By Lois Weiss – AS SEEN IN THE NEW YORK POST
Ashkenazy Acquisition Corp. has signed a contract to buy Avalon Chrystie Place for just under $400 million.
We’ve learned the active acquirers, led by Ben Ashkenazy and Michael Alpert, are the winners of the sought-after retail and apartment complex at Houston and The Bowery that includes Whole Foods.
Andrew Scandalios, an investment broker with HFF, handled the sales process that began in January. The seller is an investment group led by the real estate investment trust AvalonBay Communities.
Designed by Arquitectonica and completed in 2005, the 361-unit 80/20 project at 229 Chrystie St. is 95 percent occupied, with 72 of those apartments paying affordable rents.
But sources said both the market-rate units and the 72,300 square-foot Whole Foods lease — which ends in 2028 — are now paying below market rents, and will thus provide ongoing rolling upside. The only two apartments for rent, for instance, are an alcove studio with a separate kitchen for more than $3,000 and a two-bedroom for $6,000 per month.
The project was initially developed as a result of AvalonBay and an institutional partner, along with Phipps Houses and retail consultant Williams Jackson Ewing, winning a request for proposals from the city to buy the land.
Developed over 1.33 acres, the tower of the 14-story building is one of the highest in the area and has views to downtown. It includes a fitness center and roof deck as well as a billiards room and other amenities, including the use of a pool.
The pool was developed as part of the deal with the city. It is located in a $14 million-plus, 42,000 square-foot multilevel underground ‘Y’ that also has a fitness center and gym, meeting rooms and a dance studio.
As the Y, retail and residential portions are already divided into separate condominiums, the sale attracted many bidders with different exit strategies.
This is the first foray into the apartment market for Ashkenazy, as it has until now concentrated on retail and office buildings such as the operating office leasehold at 635 Madison and the land under 625 Madison, as well as the Barney’s retail at 600 Madison.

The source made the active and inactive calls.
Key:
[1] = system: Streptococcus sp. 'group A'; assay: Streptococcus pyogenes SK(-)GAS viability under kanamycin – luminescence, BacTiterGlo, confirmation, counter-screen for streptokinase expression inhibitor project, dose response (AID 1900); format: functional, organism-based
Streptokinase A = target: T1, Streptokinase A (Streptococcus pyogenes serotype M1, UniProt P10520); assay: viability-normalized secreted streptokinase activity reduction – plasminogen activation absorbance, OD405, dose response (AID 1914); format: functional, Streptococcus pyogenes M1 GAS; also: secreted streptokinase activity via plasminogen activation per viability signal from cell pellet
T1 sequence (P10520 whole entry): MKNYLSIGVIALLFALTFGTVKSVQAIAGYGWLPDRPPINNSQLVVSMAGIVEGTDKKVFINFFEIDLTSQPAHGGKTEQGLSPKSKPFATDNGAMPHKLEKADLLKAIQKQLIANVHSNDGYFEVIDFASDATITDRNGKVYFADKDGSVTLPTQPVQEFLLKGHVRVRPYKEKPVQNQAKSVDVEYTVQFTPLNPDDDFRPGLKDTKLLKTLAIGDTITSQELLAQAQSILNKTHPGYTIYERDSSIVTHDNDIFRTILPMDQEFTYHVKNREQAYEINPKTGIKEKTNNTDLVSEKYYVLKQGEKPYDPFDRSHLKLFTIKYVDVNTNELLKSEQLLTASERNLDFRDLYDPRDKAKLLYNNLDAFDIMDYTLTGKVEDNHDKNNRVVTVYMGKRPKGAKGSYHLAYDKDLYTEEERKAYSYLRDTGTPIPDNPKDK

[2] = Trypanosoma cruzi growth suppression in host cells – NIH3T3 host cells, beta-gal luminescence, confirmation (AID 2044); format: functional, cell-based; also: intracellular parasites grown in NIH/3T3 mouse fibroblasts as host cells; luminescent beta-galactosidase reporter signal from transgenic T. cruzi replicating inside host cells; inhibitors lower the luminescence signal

Ashkenazy has also purchased the retail at 1311 Lexington Ave. and in the base of 200 Central Park South.
Ashkenazy and HFF did not return requests for comment and an AvalonBay spokesman declined to comment on any possible transaction.
For its city entry, Skagen, a luxury division of Denmark-based Fossil, has leased a flagship store and the parent company has extended its own adjacent lease at 1585 Broadway on the corner of West 48th Street so that they both co-terminate in 15 years.
Skagen, which sells high- style watches along with jewelry, leather accessories and home goods, will open in 1,585 square feet next to the 3,241 square feet now leased by Fossil. Amira Yunis of CBRE represented the tenant.
According to the spring Real Estate Board of New York retail report, rents in Times Square reached new highs, with average ground-floor asking rents ticking up 11 percent year-over-year to $2,407 per foot.
Howard Milstein, Chairman of the Thruway Authority, which oversees the Tappan Zee Bridge and the Erie Canal along with the portions of the Interstate, was in Tarrytown to hear President Obama speak on the nation’s infrastructure needs.
Milstein told us Congress should allow US corporations to get a low tax rate on the repatriation of billions of dollars now held overseas if they would fund some infrastructure projects.
He did not suggest diverting part or all of the taxes to directly fund the needed work, but we do. It’s time for Congress to pass some bills and fix our decaying bridges, train tracks and auto-destroying, corduroy-like roads.
Click here to see this article in its entirety at The New York Post